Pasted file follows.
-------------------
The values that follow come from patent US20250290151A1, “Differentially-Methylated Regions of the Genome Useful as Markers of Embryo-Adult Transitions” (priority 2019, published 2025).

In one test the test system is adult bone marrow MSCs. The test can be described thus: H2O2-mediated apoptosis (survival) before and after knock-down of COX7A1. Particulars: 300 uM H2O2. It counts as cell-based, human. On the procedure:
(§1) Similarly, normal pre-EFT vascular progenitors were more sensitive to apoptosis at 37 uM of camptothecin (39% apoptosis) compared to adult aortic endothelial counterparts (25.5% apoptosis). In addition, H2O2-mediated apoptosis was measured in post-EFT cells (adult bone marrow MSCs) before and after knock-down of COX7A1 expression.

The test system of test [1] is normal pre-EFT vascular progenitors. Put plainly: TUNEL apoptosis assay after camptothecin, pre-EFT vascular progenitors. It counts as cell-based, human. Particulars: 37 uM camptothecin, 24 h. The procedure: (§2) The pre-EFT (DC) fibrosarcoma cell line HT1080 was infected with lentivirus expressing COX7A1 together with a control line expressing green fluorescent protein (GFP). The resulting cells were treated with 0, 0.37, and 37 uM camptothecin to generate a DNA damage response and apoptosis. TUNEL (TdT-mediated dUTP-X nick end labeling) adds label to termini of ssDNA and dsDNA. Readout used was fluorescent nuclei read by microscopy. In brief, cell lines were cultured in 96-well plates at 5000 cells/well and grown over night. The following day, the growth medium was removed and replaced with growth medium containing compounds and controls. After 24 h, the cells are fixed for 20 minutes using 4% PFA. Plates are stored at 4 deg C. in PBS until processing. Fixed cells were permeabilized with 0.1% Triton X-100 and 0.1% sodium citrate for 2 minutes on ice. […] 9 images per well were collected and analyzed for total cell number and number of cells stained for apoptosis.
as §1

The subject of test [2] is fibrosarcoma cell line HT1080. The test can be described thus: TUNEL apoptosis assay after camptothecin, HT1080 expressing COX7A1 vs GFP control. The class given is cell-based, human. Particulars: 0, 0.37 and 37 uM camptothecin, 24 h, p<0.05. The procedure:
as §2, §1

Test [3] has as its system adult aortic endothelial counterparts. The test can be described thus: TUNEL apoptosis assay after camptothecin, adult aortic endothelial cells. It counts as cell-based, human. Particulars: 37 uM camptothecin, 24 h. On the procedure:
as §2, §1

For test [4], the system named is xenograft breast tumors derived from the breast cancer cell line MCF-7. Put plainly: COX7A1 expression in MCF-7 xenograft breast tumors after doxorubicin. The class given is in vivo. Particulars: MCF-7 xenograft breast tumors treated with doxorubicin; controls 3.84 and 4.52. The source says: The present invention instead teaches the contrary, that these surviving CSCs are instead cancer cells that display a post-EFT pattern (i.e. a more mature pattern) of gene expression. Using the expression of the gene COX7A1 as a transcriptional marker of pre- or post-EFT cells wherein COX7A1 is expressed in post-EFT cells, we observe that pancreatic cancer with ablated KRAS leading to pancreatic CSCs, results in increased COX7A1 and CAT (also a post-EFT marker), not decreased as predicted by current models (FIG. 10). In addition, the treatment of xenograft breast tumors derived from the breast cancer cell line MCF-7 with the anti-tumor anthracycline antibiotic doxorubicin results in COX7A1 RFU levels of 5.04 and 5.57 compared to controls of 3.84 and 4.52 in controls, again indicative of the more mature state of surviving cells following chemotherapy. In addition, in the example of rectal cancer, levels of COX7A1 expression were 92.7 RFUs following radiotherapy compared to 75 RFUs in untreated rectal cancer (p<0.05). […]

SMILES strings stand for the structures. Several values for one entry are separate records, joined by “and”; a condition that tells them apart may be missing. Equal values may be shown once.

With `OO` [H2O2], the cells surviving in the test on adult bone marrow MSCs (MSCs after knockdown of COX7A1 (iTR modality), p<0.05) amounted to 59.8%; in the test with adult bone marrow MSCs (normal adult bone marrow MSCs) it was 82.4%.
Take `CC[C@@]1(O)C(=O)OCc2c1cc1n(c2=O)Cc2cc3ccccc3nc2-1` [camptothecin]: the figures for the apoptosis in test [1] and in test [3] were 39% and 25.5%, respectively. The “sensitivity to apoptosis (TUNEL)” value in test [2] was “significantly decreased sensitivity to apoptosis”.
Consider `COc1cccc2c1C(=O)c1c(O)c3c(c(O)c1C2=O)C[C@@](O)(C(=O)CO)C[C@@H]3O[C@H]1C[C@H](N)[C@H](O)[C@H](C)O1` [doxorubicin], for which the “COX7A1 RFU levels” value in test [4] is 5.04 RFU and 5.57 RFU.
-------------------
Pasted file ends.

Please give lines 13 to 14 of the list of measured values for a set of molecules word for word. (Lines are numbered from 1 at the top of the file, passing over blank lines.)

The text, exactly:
Take `CC[C@@]1(O)C(=O)OCc2c1cc1n(c2=O)Cc2cc3ccccc3nc2-1` [camptothecin]: the figures for the apoptosis in test [1] and in test [3] were 39% and 25.5%, respectively. The “sensitivity to apoptosis (TUNEL)” value in test [2] was “significantly decreased sensitivity to apoptosis”.
Consider `COc1cccc2c1C(=O)c1c(O)c3c(c(O)c1C2=O)C[C@@](O)(C(=O)CO)C[C@@H]3O[C@H]1C[C@H](N)[C@H](O)[C@H](C)O1` [doxorubicin], for which the “COX7A1 RFU levels” value in test [4] is 5.04 RFU and 5.57 RFU.